Once the cards have both heated up, near the end of span of time in question, the 290X’s clocks drop down to nearly match the R9 290’s. During those moments when the clocks almost match, the only real performance difference between the two is a small amount of texture filtering and shader computing power. Now, this is just one scenario. You will definitely see both of these cards throttle more with different workloads, and changes in ambient conditions will cause GPU speeds to vary, too. Also, as you can see, raising the fan speed limit on the 290X by putting it into “uber” mode keeps its GPU clocks closer to 1GHz. Just know that we’re talking about some pretty small differences between the 290 and the 290X in its stock fan mode. We’ll show you more of the actual performance shortly.

First, let me tell you a little story about the 290’s early life and upbringing, which will help you understand how it became the card it is today.

Back in its formative days—that is, when it arrived in Damage Labs roughly two weeks ago—the R9 290 wasn’t quite the same. Although we didn’t know the price yet, AMD supplied us with info showing the R9 290 positioned against a specific competitor: the GeForce GTX 770, a $399 card from the green team. The 290 was well prepared to take on this foe, more than ready to embarrass the competition with its performance.

Then, just as the 290’s big day approached, the wily green team decided to slash prices rather dramatically in response to the new Radeons. Suddenly, the GTX 770 was out of the 290’s price range, down at $329, and the closest competition was the GeForce GTX 780. The GTX 780 was now priced at $499, but it was faster than the 290 and came bundled with three major games and a $100 discount on Nvidia’s Shield handheld Android game console. One could conceivably make a case for the GTX 780 over the R9 290—and the 290X, for that matter.

AMD’s product team sprung into action, delaying the 290’s release by a week and supplying us with a new driver intended to help the card match up better against the GeForce GTX 780. The one change contained in that driver was an increase in the card’s max fan speed. Originally, the 290 shared the same “40% of max speed” limit as the R9 290X in its default, or “quiet,” mode—and it was a little more subdued than the 290X, according to our decibel meter. The new driver raised the 290’s fan speed limit to 47%. That change alone endowed the 290 with a few percentage points of additional performance, with the obvious tradeoff that it was a little louder while gaming.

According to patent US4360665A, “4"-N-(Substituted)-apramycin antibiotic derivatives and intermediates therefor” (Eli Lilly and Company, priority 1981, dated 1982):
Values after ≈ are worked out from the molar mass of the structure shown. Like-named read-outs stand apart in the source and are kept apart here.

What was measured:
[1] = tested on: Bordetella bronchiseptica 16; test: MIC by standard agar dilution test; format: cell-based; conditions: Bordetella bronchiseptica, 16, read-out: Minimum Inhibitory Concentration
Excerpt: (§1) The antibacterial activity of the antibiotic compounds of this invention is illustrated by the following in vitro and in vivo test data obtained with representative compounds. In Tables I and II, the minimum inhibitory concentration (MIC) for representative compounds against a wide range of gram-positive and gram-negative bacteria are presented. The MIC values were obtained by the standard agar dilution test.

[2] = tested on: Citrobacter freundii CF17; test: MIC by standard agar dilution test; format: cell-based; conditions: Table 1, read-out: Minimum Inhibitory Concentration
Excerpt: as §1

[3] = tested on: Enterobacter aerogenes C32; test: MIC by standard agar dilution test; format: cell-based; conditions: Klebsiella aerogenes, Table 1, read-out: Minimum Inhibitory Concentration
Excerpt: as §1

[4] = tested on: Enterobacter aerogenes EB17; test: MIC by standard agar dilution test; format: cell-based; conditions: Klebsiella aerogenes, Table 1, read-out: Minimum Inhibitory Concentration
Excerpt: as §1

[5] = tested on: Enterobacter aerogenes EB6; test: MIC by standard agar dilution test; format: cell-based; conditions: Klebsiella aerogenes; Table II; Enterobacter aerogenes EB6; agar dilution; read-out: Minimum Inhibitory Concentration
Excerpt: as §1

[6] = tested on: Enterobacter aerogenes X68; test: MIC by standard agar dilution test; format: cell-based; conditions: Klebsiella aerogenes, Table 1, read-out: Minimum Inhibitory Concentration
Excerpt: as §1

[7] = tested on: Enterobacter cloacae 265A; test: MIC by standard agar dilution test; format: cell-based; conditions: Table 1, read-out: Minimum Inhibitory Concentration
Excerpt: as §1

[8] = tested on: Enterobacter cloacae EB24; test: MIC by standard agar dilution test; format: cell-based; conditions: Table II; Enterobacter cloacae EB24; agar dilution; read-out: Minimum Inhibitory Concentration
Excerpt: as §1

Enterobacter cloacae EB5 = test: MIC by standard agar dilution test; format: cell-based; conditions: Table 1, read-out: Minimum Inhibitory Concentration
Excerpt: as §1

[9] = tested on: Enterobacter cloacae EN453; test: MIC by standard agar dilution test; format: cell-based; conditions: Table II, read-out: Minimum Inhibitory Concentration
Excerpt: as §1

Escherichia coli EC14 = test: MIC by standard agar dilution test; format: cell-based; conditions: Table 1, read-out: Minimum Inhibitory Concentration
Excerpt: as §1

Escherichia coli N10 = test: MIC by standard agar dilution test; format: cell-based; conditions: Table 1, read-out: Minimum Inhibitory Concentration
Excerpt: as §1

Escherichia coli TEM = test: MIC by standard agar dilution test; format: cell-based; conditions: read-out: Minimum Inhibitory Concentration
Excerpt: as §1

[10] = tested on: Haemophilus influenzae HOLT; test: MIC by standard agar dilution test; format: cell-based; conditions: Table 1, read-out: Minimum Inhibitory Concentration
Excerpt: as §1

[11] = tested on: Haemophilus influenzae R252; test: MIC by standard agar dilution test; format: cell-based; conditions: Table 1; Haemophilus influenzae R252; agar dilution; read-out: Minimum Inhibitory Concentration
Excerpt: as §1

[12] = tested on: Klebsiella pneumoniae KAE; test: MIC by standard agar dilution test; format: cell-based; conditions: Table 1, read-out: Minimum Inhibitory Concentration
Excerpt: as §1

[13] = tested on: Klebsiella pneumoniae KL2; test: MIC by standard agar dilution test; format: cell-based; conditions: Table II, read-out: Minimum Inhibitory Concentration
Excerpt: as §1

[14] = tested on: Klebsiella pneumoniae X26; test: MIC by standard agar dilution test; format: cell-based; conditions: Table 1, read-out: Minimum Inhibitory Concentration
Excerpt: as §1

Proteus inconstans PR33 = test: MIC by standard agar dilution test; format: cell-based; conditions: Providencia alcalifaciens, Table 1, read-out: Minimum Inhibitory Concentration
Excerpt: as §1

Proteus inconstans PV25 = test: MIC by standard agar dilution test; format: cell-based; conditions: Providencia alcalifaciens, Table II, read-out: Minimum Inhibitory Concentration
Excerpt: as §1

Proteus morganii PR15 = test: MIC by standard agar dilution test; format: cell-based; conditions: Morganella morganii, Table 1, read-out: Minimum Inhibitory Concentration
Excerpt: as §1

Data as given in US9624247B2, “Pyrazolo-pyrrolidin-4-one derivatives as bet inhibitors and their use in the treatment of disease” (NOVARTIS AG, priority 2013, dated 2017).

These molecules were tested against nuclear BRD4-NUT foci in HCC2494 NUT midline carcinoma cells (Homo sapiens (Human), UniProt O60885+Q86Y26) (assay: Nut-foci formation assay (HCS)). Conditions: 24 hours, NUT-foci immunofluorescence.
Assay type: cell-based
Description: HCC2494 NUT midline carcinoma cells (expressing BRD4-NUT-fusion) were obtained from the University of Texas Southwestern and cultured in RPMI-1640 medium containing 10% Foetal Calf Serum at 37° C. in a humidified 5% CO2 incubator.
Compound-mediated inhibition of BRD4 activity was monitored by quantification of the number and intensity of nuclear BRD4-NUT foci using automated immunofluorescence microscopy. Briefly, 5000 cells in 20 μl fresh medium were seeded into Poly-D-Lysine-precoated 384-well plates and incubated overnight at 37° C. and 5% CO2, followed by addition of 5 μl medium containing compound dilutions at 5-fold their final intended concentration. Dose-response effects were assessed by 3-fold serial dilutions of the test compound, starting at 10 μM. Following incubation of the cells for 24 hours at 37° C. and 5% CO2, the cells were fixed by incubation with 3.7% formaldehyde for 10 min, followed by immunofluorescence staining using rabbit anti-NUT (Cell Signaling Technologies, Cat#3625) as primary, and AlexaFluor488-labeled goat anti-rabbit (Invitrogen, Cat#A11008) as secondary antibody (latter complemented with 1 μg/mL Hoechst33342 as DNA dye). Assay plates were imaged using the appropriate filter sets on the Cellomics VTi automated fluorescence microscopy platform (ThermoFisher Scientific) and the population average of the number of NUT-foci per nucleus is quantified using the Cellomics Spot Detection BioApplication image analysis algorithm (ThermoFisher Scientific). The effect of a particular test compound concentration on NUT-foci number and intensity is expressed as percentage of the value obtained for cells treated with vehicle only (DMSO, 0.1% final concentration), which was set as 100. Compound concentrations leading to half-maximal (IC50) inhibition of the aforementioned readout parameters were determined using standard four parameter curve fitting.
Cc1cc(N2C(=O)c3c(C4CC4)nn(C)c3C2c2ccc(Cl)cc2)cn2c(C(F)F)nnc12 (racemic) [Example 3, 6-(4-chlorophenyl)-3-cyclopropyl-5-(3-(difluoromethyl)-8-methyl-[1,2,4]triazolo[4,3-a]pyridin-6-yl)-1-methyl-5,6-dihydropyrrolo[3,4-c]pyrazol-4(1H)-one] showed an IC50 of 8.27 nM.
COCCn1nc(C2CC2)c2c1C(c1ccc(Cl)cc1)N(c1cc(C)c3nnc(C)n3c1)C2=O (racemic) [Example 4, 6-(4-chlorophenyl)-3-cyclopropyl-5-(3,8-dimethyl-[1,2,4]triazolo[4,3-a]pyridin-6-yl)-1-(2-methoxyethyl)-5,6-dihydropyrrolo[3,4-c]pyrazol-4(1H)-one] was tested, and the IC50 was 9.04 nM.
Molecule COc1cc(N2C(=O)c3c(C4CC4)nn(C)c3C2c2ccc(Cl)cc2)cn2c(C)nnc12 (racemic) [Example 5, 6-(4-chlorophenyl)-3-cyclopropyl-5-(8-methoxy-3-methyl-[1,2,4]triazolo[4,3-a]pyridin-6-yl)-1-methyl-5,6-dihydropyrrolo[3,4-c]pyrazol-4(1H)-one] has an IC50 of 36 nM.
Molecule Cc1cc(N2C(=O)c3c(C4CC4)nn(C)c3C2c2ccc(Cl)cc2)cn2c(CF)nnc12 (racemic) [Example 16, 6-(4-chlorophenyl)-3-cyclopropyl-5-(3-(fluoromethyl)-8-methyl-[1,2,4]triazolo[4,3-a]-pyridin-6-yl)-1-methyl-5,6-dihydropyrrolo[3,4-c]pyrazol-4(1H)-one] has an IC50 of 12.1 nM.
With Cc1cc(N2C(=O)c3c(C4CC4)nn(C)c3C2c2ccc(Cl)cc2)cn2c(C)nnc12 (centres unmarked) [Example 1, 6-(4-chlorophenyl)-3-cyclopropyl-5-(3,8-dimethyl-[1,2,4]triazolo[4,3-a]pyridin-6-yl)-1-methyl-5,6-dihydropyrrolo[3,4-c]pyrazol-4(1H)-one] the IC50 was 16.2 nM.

So that’s how the R9 290 as you’ll know it came to be. This card is a little more aggressive and noisier than originally expected, but its difficult upbringing hardened it against the knocks it’ll encounter in this cruel world. Totally like Eminem. Or some other rapper.

Any of them, I guess.

Anyhow, AMD tells us the Radeon R9 290 should be available at online stores starting today, thankfully in higher numbers than the so far hard-to-find R9 290X. We’ll have wait and to see how that supply picture meets the demand, of course.

Test notes
To generate the performance results you’re about to see, we captured and analyzed the rendering times of every single frame of animation during each test run. For an intro to our frame-time-based testing methods and an explanation of why they’re helpful, you can start here. Please note that, for this review, we’re only reporting results from the FCAT tools developed by Nvidia. We usually also report results from Fraps, since both tools are needed to capture a full picture of animation smoothness. However, testing with both tools can be time-consuming, and our window for work on this review was fairly small. We think sharing just the data from FCAT should suffice for now.

Our testing methods
As ever, we did our best to deliver clean benchmark numbers. Our test systems were configured like so:

Processor Core i7-3820
Motherboard Gigabyte
X79-UD3
Chipset Intel X79
Express
Memory size 16GB (4 DIMMs)
Memory type Corsair
Vengeance CMZ16GX3M4X1600C9
DDR3 SDRAM at 1600MHz
Memory timings 9-9-9-24
1T
Chipset drivers INF update
9.2.3.1023
Rapid Storage Technology Enterprise 3.5.1.1009
Audio Integrated
X79/ALC898
with Realtek 6.0.1.6662 drivers
Hard drive OCZ
Deneva 2 240GB SATA
Power supply Corsair
AX850
OS Windows 7
Service Pack 1
Driver
revision
GPU
base
core clock
(MHz)
GPU
boost
clock
(MHz)
Memory
clock
(MHz)
Memory
size
(MB)
GeForce GTX 660 GeForce
331.40 beta
980 1033 1502 2048
GeForce GTX 760 GeForce
331.40 beta
980 1033 1502 2048
GeForce GTX 770 GeForce
331.40 beta
1046 1085 1753 2048
GeForce GTX 780 GeForce
331.40 beta
863 902 1502 3072
GeForce GTX Titan GeForce
331.40 beta
837 876 1502 6144
Radeon
HD 5870
Catalyst
13.11 beta